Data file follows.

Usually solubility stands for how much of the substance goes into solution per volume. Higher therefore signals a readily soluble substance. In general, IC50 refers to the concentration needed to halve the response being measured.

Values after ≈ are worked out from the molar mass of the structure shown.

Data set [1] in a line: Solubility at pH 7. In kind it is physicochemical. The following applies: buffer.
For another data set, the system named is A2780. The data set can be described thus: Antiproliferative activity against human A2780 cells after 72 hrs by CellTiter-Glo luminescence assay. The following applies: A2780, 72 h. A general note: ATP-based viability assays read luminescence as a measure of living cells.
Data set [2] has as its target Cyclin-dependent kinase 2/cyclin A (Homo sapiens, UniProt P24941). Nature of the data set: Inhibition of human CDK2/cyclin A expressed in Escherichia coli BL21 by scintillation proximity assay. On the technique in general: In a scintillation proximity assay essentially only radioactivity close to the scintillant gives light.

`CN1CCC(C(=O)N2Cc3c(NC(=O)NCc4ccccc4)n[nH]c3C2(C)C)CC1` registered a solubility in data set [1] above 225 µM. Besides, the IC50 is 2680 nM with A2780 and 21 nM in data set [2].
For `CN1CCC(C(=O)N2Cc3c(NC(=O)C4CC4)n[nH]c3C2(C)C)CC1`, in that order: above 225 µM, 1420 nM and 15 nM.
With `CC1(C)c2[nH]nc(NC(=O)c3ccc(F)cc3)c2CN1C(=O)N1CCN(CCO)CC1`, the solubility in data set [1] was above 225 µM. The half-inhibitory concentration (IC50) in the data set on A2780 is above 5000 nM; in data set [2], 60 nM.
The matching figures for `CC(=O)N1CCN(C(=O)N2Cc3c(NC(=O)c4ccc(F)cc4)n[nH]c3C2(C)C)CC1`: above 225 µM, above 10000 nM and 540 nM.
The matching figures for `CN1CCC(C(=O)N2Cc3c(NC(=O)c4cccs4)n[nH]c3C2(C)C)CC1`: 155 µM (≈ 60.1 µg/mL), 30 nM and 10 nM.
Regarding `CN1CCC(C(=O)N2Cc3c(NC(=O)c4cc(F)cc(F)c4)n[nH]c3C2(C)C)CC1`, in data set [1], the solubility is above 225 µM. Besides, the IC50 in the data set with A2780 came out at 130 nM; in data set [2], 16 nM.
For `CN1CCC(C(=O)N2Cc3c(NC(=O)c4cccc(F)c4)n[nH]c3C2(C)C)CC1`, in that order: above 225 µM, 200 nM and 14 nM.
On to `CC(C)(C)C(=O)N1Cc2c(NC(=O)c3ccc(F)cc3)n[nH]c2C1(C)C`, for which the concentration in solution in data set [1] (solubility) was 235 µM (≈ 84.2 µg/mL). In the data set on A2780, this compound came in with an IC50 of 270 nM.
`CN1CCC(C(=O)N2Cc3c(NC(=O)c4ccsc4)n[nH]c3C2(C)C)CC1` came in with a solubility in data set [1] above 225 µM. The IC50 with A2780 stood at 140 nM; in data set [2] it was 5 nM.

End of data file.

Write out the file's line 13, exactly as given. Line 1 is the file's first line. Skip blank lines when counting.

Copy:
On to `CC(C)(C)C(=O)N1Cc2c(NC(=O)c3ccc(F)cc3)n[nH]c2C1(C)C`, for which the concentration in solution in data set [1] (solubility) was 235 µM (≈ 84.2 µg/mL). In the data set on A2780, this compound came in with an IC50 of 270 nM.